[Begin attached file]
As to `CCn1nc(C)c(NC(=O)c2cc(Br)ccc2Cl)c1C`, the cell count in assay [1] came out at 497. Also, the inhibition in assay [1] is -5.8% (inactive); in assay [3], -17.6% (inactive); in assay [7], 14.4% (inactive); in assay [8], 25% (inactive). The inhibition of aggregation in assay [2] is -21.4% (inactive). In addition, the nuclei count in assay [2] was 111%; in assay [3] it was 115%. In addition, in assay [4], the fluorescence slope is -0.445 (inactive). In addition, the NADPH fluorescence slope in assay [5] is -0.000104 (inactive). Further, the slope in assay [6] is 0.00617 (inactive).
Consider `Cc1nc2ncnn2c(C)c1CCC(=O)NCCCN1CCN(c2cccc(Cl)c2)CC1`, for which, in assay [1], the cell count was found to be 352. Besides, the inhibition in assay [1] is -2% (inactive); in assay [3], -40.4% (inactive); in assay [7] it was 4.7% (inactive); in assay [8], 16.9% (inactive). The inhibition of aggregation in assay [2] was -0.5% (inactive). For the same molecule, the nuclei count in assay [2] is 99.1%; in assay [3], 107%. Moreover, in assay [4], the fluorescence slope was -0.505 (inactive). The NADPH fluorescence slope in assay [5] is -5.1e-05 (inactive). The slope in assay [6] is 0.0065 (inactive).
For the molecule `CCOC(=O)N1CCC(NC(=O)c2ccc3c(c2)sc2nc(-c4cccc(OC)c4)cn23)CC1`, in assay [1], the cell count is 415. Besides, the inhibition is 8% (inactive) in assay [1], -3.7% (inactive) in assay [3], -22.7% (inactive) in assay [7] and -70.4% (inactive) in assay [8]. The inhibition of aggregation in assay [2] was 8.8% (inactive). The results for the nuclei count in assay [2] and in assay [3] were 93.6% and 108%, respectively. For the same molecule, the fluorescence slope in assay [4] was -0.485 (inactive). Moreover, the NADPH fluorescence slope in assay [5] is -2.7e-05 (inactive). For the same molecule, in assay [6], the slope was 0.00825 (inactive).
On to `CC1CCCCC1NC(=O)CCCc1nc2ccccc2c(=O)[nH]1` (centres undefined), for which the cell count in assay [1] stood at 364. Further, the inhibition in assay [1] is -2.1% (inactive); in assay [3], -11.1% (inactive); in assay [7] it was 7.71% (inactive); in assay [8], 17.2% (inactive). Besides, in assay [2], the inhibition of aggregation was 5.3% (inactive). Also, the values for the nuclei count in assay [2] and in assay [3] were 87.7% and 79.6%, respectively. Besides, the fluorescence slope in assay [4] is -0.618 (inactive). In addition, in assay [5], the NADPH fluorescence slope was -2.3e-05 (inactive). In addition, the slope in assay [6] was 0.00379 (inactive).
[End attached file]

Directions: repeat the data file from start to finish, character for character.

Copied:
As to `CCn1nc(C)c(NC(=O)c2cc(Br)ccc2Cl)c1C`, the cell count in assay [1] came out at 497. Also, the inhibition in assay [1] is -5.8% (inactive); in assay [3], -17.6% (inactive); in assay [7], 14.4% (inactive); in assay [8], 25% (inactive). The inhibition of aggregation in assay [2] is -21.4% (inactive). In addition, the nuclei count in assay [2] was 111%; in assay [3] it was 115%. In addition, in assay [4], the fluorescence slope is -0.445 (inactive). In addition, the NADPH fluorescence slope in assay [5] is -0.000104 (inactive). Further, the slope in assay [6] is 0.00617 (inactive).
Consider `Cc1nc2ncnn2c(C)c1CCC(=O)NCCCN1CCN(c2cccc(Cl)c2)CC1`, for which, in assay [1], the cell count was found to be 352. Besides, the inhibition in assay [1] is -2% (inactive); in assay [3], -40.4% (inactive); in assay [7] it was 4.7% (inactive); in assay [8], 16.9% (inactive). The inhibition of aggregation in assay [2] was -0.5% (inactive). For the same molecule, the nuclei count in assay [2] is 99.1%; in assay [3], 107%. Moreover, in assay [4], the fluorescence slope was -0.505 (inactive). The NADPH fluorescence slope in assay [5] is -5.1e-05 (inactive). The slope in assay [6] is 0.0065 (inactive).
For the molecule `CCOC(=O)N1CCC(NC(=O)c2ccc3c(c2)sc2nc(-c4cccc(OC)c4)cn23)CC1`, in assay [1], the cell count is 415. Besides, the inhibition is 8% (inactive) in assay [1], -3.7% (inactive) in assay [3], -22.7% (inactive) in assay [7] and -70.4% (inactive) in assay [8]. The inhibition of aggregation in assay [2] was 8.8% (inactive). The results for the nuclei count in assay [2] and in assay [3] were 93.6% and 108%, respectively. For the same molecule, the fluorescence slope in assay [4] was -0.485 (inactive). Moreover, the NADPH fluorescence slope in assay [5] is -2.7e-05 (inactive). For the same molecule, in assay [6], the slope was 0.00825 (inactive).
On to `CC1CCCCC1NC(=O)CCCc1nc2ccccc2c(=O)[nH]1` (centres undefined), for which the cell count in assay [1] stood at 364. Further, the inhibition in assay [1] is -2.1% (inactive); in assay [3], -11.1% (inactive); in assay [7] it was 7.71% (inactive); in assay [8], 17.2% (inactive). Besides, in assay [2], the inhibition of aggregation was 5.3% (inactive). Also, the values for the nuclei count in assay [2] and in assay [3] were 87.7% and 79.6%, respectively. Besides, the fluorescence slope in assay [4] is -0.618 (inactive). In addition, in assay [5], the NADPH fluorescence slope was -2.3e-05 (inactive). In addition, the slope in assay [6] was 0.00379 (inactive).